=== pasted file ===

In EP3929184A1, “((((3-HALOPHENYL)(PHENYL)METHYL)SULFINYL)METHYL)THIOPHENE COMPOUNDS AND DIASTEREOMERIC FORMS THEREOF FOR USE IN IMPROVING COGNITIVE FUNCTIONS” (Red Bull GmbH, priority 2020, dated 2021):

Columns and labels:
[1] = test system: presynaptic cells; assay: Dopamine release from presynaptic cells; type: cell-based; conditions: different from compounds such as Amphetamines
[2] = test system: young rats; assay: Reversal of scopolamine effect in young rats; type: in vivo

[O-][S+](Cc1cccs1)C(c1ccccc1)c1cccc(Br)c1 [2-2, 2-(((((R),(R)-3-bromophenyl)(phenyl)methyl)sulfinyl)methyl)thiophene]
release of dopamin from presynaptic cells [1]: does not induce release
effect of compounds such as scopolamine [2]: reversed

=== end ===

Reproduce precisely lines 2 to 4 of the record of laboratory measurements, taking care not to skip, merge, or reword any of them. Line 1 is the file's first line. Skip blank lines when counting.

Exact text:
Columns and labels:
[1] = test system: presynaptic cells; assay: Dopamine release from presynaptic cells; type: cell-based; conditions: different from compounds such as Amphetamines
[2] = test system: young rats; assay: Reversal of scopolamine effect in young rats; type: in vivo